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Eyesight is often taken for granted and living without it can be a challenge. Over three million Americans and over 60 million people worldwide have glaucoma, which is often referred to as "the sneak thief of sight," because there are often no symptoms of its presence. As much as 40% of vision can be lost without a person noticing, which experts estimate is the case in half of those who suffer from glaucoma.
Glaucoma damages the optic nerve, which acts as a cable that carries images from the eye to the brain. This damage is often caused by abnormally high pressure in the eye and often affects peripheral or side vision. Although the most common forms primarily affect the middle-aged and the elderly, glaucoma can affect people of all ages, as every person has their own level of eye pressure tolerance.
In the United States, approximately 120,000 men and women are blind due to glaucoma, making it the leading cause of irreversible blindness. The National Eye Institute projects this number will reach 4.2 million by 2030 (a 58% increase) and will particularly affect more people over the age of 60. If glaucoma runs in the family, there is a nine times greater risk to other members developing this disease.
Glaucoma costs the U.S. economy $2.86 billion every year in direct costs and productivity losses.
The largest risk factors for glaucoma include:
Additional potential risk factors for glaucoma include severe nearsightedness, diabetes, eye surgery or injury, high blood pressure, and overuse of corticosteroids. The best way for protecting your sight from glaucoma is to get regular comprehensive eye examinations; if needed, treatment can begin immediately. As a general rule, the American Academy of Ophthalmology recommends having a comprehensive eye exam every five to ten years for those under 40 years old; every two to four years for those 40 to 54 years old; every one to three years for those 55 to 64 years old; and every one to two years for those older than 65. Depending on an individual's family history and health, there should be more frequent screenings. Ask a healthcare provider to recommend the right screening schedule for you.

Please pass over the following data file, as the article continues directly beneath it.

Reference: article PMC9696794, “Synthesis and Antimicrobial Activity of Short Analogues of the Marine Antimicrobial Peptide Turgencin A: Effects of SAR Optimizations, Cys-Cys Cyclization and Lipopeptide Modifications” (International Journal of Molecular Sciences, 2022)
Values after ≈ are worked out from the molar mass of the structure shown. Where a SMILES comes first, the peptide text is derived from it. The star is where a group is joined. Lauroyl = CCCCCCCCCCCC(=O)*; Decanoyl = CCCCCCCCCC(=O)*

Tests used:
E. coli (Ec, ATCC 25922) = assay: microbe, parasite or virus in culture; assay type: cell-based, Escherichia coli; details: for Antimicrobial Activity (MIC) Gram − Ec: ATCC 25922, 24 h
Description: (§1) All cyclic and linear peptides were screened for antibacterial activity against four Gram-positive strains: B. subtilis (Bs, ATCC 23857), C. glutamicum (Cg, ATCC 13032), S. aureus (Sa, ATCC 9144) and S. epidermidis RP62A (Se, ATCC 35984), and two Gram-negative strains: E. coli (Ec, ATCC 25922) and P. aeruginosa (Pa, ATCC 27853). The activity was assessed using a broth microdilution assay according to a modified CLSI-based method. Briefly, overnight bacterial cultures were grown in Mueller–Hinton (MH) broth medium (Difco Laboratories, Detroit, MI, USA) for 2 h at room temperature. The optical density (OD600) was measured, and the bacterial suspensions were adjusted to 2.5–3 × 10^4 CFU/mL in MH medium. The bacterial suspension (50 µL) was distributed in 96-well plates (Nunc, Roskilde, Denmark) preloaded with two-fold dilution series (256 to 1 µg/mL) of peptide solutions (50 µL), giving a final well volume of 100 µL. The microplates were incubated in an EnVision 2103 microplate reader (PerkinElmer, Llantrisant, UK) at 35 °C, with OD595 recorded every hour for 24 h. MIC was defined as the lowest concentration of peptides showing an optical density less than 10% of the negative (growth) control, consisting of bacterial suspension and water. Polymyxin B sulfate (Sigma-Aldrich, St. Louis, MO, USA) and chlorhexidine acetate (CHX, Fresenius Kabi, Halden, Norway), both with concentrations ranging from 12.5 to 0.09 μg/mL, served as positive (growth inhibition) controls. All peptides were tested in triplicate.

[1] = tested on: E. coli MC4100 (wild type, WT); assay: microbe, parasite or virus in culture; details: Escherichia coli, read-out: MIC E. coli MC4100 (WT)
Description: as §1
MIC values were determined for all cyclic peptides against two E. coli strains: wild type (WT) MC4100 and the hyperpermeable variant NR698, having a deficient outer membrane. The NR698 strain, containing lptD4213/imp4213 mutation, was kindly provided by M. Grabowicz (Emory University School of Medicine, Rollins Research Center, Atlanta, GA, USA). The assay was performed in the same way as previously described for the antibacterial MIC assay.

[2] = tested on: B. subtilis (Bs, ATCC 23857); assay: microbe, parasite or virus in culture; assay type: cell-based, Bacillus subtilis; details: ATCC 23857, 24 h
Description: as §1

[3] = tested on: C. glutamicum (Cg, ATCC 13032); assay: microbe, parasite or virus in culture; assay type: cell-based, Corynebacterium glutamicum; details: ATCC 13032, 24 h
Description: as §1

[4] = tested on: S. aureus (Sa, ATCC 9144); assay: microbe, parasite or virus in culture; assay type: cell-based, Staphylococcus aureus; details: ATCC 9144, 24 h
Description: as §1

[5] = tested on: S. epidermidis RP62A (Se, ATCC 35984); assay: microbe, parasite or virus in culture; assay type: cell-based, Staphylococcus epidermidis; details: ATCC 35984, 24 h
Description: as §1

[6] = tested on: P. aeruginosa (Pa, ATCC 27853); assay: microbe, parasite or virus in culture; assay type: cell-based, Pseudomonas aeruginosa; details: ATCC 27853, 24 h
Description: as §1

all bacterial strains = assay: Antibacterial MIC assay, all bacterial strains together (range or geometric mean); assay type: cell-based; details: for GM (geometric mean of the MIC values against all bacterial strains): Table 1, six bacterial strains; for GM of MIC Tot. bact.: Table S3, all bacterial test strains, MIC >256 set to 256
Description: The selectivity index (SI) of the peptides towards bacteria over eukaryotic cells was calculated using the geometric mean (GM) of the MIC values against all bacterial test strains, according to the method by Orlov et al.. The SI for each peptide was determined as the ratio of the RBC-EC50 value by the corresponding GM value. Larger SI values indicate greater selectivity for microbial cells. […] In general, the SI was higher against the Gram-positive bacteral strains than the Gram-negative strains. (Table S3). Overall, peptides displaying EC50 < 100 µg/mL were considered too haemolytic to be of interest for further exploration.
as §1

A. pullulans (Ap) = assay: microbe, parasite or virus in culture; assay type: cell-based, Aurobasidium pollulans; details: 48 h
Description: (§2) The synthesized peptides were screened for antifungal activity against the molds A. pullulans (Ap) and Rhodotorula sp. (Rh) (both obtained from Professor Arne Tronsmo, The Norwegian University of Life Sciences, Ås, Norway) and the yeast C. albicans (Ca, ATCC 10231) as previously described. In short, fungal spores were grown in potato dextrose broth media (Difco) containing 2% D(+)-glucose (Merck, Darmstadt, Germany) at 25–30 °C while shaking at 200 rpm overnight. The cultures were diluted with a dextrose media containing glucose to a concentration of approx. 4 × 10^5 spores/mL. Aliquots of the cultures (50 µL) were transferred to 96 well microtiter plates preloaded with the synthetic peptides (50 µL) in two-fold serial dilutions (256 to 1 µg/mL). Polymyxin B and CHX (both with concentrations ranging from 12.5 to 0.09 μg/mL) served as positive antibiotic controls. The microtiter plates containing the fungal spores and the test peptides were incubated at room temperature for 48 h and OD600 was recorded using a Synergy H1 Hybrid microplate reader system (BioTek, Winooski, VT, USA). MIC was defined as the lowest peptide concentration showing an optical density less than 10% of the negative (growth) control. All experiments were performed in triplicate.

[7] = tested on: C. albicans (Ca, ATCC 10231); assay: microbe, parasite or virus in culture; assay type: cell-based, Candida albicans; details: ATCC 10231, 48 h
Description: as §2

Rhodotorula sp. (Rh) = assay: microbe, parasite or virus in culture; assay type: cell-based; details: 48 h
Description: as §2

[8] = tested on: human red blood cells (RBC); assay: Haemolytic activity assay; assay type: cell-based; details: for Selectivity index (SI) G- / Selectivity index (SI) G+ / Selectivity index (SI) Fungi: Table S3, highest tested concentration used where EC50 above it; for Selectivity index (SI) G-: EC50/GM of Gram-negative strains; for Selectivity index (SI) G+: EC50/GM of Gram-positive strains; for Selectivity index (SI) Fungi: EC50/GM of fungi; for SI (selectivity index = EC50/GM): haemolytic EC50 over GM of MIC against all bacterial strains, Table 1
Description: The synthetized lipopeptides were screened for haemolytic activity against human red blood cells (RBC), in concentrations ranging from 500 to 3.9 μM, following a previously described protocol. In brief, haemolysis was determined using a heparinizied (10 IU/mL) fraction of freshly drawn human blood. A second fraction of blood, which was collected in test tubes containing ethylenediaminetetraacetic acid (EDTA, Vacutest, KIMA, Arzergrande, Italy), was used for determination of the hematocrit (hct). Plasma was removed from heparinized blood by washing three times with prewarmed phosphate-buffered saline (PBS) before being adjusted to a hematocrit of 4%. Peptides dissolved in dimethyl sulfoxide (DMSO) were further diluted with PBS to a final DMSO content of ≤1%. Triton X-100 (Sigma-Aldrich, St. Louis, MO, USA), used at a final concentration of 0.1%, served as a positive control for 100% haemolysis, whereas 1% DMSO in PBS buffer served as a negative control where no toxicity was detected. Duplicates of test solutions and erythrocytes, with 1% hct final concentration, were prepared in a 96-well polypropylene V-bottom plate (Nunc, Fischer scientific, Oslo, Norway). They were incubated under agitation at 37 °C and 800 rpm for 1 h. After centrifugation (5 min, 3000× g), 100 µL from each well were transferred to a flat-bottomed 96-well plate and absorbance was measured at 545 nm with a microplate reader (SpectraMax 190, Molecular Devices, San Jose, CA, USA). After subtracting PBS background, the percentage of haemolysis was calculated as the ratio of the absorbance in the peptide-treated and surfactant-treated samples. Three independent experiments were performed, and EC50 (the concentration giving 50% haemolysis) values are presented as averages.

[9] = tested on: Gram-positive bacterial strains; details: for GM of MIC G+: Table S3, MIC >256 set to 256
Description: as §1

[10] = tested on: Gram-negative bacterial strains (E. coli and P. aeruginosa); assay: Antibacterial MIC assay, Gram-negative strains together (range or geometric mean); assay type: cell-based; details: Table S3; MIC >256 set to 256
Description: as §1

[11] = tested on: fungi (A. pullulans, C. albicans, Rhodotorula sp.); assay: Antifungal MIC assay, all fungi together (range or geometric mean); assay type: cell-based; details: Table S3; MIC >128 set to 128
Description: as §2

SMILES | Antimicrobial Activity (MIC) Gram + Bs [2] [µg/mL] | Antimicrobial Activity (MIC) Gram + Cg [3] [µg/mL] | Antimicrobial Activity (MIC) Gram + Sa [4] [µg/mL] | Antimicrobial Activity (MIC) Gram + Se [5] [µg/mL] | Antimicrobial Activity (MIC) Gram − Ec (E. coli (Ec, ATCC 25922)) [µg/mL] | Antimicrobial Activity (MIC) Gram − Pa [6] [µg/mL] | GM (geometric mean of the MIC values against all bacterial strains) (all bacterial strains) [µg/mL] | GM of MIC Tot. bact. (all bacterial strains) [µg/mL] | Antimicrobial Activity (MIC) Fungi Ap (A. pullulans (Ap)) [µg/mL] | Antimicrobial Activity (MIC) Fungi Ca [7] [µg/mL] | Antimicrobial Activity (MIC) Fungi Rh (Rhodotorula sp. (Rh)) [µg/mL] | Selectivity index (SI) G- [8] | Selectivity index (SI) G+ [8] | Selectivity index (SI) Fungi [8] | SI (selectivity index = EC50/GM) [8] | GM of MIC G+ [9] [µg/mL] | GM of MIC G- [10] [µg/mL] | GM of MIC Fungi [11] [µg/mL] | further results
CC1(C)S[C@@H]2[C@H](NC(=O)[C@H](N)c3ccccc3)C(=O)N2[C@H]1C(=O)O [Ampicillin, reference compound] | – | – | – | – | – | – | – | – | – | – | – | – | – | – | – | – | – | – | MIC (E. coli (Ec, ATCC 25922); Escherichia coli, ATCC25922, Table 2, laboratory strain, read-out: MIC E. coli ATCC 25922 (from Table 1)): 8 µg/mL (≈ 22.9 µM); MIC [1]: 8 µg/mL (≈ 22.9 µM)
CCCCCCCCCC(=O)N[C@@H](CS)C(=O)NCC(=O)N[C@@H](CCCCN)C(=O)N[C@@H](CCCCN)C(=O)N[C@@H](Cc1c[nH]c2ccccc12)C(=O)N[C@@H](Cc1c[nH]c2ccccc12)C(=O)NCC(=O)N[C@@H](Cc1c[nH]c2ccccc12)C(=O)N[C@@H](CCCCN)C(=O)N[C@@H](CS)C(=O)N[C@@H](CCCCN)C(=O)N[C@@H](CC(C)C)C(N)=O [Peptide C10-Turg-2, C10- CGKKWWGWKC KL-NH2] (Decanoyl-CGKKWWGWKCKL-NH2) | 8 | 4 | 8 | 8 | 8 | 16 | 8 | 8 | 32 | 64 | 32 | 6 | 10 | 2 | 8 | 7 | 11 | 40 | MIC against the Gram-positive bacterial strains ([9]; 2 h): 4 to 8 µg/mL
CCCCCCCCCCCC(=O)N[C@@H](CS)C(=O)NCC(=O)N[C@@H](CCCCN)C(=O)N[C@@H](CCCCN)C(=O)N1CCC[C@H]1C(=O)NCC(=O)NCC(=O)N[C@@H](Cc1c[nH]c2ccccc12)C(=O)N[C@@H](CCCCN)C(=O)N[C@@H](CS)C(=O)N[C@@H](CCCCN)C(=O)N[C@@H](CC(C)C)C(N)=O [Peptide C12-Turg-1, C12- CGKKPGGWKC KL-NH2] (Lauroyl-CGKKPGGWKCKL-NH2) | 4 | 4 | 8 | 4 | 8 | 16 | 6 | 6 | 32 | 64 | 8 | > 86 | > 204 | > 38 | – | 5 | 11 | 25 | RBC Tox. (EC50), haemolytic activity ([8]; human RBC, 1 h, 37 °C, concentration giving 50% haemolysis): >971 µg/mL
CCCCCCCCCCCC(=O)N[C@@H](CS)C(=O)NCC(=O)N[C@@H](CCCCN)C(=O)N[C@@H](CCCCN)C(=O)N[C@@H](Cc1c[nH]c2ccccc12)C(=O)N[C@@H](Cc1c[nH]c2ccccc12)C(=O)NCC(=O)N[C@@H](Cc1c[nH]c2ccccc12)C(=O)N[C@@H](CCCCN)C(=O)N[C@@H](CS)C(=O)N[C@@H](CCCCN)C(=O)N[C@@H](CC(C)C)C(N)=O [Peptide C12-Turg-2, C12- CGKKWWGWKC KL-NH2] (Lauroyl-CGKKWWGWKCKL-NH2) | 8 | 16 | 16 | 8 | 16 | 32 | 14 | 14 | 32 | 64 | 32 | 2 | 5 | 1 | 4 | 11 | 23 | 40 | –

Regular, moderate exercise may help prevent glaucoma by reducing eye pressure; talk with a doctor about an appropriate exercise program. Take any prescribed eye drops regularly, as they can significantly reduce the risk that high eye pressure will progress to glaucoma. Wearing eye protection, especially when using power tools or playing high-speed racket sports in enclosed courts, can prevent serious eye injuries which can lead to glaucoma.
While most people will not notice any problems with their sight, some may have brief episodes of high eye pressure which can be mistaken as migraine headaches, or they may have hazy or blurred vision, severe eye and head pain, nausea, or vomiting (accompanying severe eye pain), the appearance of rainbow-colored circles around bright lights, or sudden sight loss. If any of these symptoms appear, seek immediate care from an eye doctor.
There is no cure for glaucoma; however, medication or surgery can slow or prevent further vision loss. The appropriate treatment depends upon the type of glaucoma, among other factors. Early detection is vital to stopping the progress of the disease.